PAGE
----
Not enough?   Well then I give you yet more proof as an alternative that these daunting infrastructure upgrades are indeed inexpensive.  How about leveraging all that now unused wireless spectrum that your old TV with bunny ears used to use?    Right – remember that whole DTV transition thing?   Well guess what – we can push data over that EXISTING network with relatively minor upgrades and yes folks it’s fast, WAY faster than what you can squeeze out of any Cable or Telco provider connection right now.

Don’t believe me?  Read up on “White spaces Collation” and the proposals to use it.   This, much like everything else in the US, is being hotly contested and lobbied for corporate control.

“The White Spaces Coalition consists of eight large technology companies that planned to deliver high speed broadband internet access beginning in February 2009 to United States consumers via existing “white space” in unused television frequencies between 54-698 MHz (TV Channels 2-51). The coalition expected speeds of 80 Mbps and above, and 400 to 800 Mbit/s for white space short-range networking.[9] The group includes MicrosoftGoogleDellHPIntelPhilipsEarthlink, and Samsung Electro-Mechanics.”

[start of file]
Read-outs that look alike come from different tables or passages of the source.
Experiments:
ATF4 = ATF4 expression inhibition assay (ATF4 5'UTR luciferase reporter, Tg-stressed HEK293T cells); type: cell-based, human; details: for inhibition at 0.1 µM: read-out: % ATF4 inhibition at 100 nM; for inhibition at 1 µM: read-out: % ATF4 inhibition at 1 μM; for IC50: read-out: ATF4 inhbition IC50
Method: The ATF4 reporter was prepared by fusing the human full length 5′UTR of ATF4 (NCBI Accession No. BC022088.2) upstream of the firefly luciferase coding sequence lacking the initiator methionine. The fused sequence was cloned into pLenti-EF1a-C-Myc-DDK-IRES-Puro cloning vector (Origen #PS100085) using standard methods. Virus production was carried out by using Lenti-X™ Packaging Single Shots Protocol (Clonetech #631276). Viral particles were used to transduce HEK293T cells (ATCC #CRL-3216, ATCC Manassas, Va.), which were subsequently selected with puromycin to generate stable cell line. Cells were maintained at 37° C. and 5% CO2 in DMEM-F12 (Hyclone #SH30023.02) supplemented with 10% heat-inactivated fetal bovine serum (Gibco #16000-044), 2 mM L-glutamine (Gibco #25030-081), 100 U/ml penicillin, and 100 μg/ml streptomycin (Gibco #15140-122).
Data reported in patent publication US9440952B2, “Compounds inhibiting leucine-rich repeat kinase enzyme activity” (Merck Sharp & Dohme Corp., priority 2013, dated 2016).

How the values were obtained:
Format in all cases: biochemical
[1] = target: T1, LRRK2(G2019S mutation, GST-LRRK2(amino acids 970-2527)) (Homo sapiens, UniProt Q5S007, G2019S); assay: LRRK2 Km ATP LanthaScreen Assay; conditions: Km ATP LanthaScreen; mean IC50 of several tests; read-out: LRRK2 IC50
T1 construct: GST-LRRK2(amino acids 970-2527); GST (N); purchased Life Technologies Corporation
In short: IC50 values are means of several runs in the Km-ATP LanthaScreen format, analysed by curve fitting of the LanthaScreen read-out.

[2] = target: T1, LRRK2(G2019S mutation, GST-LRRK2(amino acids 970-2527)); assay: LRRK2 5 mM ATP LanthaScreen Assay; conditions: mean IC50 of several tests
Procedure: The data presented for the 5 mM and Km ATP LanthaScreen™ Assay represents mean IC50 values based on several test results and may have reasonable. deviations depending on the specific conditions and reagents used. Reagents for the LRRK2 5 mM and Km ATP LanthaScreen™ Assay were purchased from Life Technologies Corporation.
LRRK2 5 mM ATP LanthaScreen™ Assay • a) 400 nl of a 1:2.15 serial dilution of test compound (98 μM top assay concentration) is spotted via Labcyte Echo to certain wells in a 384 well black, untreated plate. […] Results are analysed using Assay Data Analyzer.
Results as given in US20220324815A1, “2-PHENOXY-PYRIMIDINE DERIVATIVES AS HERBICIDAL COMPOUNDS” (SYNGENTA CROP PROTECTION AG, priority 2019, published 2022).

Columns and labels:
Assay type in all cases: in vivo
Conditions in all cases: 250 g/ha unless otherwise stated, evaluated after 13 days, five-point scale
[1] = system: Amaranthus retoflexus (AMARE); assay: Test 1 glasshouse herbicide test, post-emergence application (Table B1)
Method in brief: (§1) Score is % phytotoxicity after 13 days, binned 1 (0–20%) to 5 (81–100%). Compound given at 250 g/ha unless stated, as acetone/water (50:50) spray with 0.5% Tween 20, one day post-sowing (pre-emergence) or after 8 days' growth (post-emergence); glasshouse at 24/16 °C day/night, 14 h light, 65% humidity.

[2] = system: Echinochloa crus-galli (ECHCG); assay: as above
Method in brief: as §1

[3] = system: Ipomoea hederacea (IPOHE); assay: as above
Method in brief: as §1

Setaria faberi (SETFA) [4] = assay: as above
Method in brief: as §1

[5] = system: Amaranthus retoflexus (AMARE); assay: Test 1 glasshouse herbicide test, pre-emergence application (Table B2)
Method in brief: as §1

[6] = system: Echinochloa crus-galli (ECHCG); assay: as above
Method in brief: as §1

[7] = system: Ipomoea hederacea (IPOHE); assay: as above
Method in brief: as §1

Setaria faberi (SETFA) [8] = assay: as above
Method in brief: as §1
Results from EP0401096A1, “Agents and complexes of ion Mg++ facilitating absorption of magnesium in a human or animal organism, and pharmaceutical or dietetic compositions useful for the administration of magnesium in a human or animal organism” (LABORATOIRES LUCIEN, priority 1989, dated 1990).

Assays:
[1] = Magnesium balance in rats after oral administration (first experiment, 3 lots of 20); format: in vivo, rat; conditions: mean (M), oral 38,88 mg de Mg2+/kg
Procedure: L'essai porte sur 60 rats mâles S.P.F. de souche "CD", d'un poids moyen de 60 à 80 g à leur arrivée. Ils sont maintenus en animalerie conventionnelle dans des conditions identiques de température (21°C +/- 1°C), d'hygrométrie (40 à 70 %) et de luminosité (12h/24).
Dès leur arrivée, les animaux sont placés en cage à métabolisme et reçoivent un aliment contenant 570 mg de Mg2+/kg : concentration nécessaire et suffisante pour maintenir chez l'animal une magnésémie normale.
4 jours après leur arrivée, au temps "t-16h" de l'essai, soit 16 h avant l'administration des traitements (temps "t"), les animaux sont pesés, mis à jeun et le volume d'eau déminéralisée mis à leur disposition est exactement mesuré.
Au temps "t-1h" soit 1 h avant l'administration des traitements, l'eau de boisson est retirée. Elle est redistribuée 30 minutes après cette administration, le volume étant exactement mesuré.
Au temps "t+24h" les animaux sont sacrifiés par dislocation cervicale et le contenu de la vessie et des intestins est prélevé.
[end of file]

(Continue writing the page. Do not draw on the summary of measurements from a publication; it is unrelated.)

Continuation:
FCC Commish

From left, FCC Commissioner Michael Copps, Rep. Lee Terry R-Neb. and Commissioner Mignon Clyburn appear at a town hall meeting in Omaha, Neb., Tuesday, May 17, 2011. The meeting was held to discuss Nebraska's limited broadband Internet access and the need to increase access to rural America through the Universal Service Fund. (AP Photo/Nati Harnik)

So after having read this and the facts, if you’re still strongly believing that Net Neutrality + the FCC + Obama is a “far left” Marxist plan for socialism then I propose that we re-define what it is to be “far left and right” in the USA:

Far left =  Individuals who believe in freedom and innovation

Far right = individuals that believe in the status quo, protecting corporate interests (greed and control) and tradition.

Now the funny part about the “far right” is that they believe in patriotism, capitalism and freedom.    All of these things are dying because these people are not actively advocating them.   You’re not free if you think or say you are.  You have to PROVE it, WORK for it and EARN it.

You don’t sit on your fat ass all day sipping Bud Light talking about what ma and pa used to tell you about Uncle Sam.   That was then and this is now.   Smell the beans.  Men and women got off of their asses and fought for their freedom to established what you now take for granted and expect someone else to maintain.

There are no real differences between Democrats and Republicans other than beliefs in social issues.   Social issues are not going to fix the economy, get Americans jobs or help with unemployment and poverty.  Nor will they help change the government’s completely irresponsible behavior when it comes to spending both domestically and abroad.